High Probability Trading Report: Greek Debt, Goldman Sachs and Data-Driven Trading
As if the world hadn’t gotten complicated enough with global concerns growing over the economic (and political) situation in Greece on the one hand, and executives from the smartest firm on Wall Street on the hot seat before Congress on the other, traders have had to deal with some combination of errant button-pushing and high frequency trading routing re-directs that triggered a massive intraday sell-off in U.S. markets.
If you are a high probability trader – especially if you are a conservative one – then this sell-off (or at least something like it) may be what you have been waiting for. Conservative high probability traders, the kind of traders who only buy markets when they are radically oversold, have had relatively little to cheer about over the past several weeks, as the general bullish climate has meant that oversold markets have not remained oversold for long.
A large number of country-based exchange-traded funds have continued to move below their 200-day moving averages and should be avoided by high probability traders looking for quality pullbacks to trade. Pictured above is the ^EWG^.
This may have encouraged some high probability traders to become more aggressive and risk-seeking. Traders who only traded the blue chips of the S&P 100, for example, may have started to look at the smaller caps of the Russell 2000 for potential oversold stocks. Others who might have required particularly extreme oversold conditions before taking a position in an ETF may have accepted less oversold markets as “oversold enough” to begin scaling in.
Such strategies may be reasonable adjustments when volatility in the markets becomes persistently low. Such adjustments can help traders find trades during periods when there might otherwise be few – or even no – worthwhile trading opportunities.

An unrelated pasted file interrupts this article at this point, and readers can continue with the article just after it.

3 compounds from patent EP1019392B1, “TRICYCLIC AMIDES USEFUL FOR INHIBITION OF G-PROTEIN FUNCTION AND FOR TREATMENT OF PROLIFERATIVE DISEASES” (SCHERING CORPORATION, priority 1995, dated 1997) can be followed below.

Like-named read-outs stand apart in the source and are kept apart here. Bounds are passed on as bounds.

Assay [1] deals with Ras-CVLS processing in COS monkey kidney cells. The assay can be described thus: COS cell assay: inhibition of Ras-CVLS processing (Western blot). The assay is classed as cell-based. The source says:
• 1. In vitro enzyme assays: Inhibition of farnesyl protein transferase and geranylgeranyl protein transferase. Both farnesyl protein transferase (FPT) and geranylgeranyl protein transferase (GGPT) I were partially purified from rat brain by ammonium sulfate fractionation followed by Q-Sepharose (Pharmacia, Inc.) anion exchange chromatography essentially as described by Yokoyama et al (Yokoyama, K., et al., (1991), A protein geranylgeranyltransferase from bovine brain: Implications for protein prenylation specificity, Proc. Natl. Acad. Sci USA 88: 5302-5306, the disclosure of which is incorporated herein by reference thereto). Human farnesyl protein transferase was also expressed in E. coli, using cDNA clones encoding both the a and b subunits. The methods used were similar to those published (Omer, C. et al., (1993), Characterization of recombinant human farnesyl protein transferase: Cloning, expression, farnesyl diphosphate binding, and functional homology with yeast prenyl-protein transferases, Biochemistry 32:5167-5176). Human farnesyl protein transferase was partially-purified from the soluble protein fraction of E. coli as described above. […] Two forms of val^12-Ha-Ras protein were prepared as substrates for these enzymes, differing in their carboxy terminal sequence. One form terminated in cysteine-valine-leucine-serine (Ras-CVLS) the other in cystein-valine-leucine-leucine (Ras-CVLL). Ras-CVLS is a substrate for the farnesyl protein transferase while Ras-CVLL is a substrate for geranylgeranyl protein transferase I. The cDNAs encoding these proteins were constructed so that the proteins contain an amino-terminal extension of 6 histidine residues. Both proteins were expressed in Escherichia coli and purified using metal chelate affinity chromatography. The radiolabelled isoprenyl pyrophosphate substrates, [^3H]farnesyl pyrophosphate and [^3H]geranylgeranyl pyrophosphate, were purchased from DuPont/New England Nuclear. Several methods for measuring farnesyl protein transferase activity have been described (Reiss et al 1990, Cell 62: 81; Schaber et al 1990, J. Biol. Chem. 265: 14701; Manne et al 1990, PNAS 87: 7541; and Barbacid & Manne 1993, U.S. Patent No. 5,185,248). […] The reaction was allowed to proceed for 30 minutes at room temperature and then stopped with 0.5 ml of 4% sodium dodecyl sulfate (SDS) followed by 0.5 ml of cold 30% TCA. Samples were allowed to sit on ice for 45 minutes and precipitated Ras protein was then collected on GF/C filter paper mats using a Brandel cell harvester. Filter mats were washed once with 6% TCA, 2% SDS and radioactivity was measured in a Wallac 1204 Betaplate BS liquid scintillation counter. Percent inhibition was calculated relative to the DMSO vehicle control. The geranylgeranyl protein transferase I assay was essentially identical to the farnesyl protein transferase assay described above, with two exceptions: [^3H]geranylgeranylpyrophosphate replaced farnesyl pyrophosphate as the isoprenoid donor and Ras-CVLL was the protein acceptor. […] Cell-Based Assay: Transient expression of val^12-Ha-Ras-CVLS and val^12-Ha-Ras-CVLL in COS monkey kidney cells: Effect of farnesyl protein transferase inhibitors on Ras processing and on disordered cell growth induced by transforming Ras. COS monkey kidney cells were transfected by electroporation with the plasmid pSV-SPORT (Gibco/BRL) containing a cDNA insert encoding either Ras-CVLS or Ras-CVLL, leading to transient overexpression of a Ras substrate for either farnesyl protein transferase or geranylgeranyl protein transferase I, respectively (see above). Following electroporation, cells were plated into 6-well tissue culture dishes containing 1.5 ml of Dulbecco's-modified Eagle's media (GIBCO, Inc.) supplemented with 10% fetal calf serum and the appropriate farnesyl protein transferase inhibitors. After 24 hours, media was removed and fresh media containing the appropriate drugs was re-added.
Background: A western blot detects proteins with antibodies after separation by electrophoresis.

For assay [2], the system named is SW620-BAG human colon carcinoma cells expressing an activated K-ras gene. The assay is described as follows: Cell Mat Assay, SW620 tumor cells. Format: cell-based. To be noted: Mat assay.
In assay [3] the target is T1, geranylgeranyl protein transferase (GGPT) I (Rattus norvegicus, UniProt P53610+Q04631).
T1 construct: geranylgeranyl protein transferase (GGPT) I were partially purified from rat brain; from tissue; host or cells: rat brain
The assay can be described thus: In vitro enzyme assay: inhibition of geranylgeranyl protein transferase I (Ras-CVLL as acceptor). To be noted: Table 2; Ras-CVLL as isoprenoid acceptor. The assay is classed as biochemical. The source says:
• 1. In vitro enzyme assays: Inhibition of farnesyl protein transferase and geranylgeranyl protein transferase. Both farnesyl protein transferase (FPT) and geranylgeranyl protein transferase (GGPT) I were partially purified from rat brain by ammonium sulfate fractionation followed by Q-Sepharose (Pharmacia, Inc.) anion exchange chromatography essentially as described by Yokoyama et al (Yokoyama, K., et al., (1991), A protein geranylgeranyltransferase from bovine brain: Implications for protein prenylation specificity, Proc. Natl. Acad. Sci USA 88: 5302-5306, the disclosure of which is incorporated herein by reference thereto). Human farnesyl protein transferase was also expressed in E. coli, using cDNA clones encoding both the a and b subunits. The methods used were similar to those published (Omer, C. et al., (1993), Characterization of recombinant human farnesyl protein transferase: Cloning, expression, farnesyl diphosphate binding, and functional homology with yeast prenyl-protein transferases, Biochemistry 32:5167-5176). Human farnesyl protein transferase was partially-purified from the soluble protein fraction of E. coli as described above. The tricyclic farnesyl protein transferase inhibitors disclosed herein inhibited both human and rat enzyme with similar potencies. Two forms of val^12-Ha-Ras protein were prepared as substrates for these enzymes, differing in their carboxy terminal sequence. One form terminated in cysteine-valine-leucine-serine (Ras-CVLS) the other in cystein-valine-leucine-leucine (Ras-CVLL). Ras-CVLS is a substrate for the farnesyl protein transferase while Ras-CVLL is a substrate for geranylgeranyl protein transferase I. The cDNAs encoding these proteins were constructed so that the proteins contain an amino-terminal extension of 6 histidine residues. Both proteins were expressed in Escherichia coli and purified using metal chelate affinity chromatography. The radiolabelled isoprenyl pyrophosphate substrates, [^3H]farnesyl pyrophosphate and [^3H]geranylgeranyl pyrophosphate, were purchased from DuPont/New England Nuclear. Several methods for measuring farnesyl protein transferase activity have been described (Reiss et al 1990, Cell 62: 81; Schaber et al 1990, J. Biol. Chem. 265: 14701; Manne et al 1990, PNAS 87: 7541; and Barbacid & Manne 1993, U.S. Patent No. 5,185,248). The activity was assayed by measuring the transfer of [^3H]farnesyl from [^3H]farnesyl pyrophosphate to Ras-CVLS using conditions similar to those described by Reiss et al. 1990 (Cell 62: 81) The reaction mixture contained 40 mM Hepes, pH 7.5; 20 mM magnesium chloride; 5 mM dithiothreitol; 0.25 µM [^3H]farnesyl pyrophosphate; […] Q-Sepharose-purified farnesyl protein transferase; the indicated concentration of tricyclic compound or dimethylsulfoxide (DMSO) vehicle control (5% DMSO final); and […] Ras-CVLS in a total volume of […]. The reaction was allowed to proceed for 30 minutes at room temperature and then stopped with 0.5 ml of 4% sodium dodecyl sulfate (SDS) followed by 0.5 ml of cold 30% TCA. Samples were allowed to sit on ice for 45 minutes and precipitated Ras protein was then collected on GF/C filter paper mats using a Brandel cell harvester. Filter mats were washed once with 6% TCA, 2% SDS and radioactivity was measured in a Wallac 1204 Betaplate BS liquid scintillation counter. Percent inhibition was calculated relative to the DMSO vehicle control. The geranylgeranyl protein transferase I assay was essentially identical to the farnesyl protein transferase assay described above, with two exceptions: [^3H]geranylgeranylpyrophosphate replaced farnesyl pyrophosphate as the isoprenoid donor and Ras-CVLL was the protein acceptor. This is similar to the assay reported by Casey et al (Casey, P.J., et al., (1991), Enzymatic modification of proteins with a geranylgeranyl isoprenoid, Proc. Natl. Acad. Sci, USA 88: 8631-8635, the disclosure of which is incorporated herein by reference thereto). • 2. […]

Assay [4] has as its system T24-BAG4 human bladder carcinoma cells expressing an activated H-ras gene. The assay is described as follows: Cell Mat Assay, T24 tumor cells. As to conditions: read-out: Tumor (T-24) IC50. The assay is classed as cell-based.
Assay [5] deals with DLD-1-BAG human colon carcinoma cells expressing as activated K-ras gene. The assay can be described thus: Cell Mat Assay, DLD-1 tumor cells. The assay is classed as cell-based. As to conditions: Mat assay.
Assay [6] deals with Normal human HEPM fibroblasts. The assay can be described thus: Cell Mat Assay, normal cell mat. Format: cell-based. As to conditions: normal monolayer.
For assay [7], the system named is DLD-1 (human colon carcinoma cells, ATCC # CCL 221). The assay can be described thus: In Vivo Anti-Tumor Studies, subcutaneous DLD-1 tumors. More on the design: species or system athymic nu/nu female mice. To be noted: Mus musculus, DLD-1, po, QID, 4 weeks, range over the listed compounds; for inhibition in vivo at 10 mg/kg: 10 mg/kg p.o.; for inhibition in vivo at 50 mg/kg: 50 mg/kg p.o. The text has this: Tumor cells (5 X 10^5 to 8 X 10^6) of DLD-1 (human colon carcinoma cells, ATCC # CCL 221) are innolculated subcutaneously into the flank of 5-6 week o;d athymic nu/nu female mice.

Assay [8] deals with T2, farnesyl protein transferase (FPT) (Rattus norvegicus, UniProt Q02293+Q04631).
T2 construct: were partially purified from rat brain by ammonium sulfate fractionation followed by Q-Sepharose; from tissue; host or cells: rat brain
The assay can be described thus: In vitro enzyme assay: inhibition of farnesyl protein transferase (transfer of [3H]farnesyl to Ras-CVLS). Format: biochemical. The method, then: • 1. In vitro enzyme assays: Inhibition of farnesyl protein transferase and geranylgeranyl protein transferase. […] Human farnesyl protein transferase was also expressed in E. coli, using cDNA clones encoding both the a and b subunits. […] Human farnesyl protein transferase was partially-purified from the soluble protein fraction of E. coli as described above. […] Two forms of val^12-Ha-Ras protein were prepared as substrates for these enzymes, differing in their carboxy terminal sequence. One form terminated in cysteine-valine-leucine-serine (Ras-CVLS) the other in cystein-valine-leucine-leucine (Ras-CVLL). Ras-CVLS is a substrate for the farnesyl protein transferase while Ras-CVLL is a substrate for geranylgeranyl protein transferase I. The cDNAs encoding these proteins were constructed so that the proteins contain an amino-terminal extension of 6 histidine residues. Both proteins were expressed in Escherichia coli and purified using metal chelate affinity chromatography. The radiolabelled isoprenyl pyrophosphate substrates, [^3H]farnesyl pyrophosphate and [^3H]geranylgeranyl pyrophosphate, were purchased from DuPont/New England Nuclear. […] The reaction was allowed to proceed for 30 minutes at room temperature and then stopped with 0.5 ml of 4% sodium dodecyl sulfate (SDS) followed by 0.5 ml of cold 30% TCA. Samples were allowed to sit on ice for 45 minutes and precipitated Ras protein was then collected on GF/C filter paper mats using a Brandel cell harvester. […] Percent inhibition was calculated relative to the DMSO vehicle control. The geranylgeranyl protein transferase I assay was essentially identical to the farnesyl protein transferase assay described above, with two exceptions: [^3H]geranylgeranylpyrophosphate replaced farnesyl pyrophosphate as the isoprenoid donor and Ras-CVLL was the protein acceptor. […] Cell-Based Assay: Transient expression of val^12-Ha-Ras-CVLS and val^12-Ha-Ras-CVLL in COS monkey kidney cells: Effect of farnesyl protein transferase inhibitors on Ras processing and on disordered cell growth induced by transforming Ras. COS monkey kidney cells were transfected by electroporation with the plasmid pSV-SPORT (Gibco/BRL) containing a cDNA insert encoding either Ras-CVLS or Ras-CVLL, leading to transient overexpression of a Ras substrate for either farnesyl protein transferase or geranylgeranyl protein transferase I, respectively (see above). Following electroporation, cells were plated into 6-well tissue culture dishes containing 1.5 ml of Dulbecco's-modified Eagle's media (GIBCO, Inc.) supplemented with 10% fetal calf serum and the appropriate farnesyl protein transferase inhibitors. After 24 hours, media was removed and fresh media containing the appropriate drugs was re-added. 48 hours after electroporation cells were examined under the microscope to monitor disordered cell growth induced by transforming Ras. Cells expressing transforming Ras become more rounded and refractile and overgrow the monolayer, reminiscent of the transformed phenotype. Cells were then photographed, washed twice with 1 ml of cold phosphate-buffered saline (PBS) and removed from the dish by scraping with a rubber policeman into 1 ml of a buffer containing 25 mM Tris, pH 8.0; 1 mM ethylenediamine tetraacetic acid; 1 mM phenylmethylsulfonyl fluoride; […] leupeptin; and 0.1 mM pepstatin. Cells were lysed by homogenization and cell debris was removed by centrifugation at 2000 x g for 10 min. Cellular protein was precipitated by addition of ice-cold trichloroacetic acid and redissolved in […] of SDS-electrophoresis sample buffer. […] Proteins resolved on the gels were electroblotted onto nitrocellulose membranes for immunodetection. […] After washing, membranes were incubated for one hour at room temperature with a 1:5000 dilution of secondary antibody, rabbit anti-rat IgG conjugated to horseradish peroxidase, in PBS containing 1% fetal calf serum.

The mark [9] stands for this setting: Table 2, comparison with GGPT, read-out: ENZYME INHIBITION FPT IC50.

But the problem comes when markets do sell-off powerfully like they did on Thursday. Our research indicates that the goal of high probability trading is to be taking on your largest positions when markets are at their most radical historical extremes and the edges, based on quantified testing, are at their greatest. This is the wisdom behind the aggressive versions of our high probability ETF trading strategies, for example, with the four-unit progressive scale-in of the TPS (Time Price Scale-In) Strategy being perhaps the signature example.
Above: Shares of ^SAM^ plunge intraday. As Larry Connors pointed out in the “Morning Market Commentary” of his Daily Battle Plan on Friday, market meltdowns like the one on Thursday are a reminder that stops are often not the best way to protect a position.
If you are a short term trader, then there’s a good chance that a part of you knows deep down that when markets are selling off, there are many smart and successful traders who are looking to buy. Professional traders call moments like these “following the playbook.” By “following the playbook,” traders mean many things. But typically those things boil down to a set of ready responses to data points quantifying changes in volatility, the transition from greed and complacency to panic and panic selling.
For many short-term, high probability traders, High Probability ETF Trading Software helps provide that playbook. Based on the 7 quantified, backtested strategies in the award-winning book by Larry Connors and Cesar Alvarez, High Probability ETF Trading, High Probability ETF Trading Software provides exchange-traded fund traders with high probability entries, the high probability scale-ins and the high probability exits based on thousands of simulated trades in widely-traded ETFs from the ^SPY^ to the ^XLF^.
Isn’t it time you gave quantified, data-driven trading a try? Click here to launch your free, 7-day trial to our High Probability ETF Trading Software today and make 2010 your best trading year yet.
David Penn is Editor in Chief at TradingMarkets.com.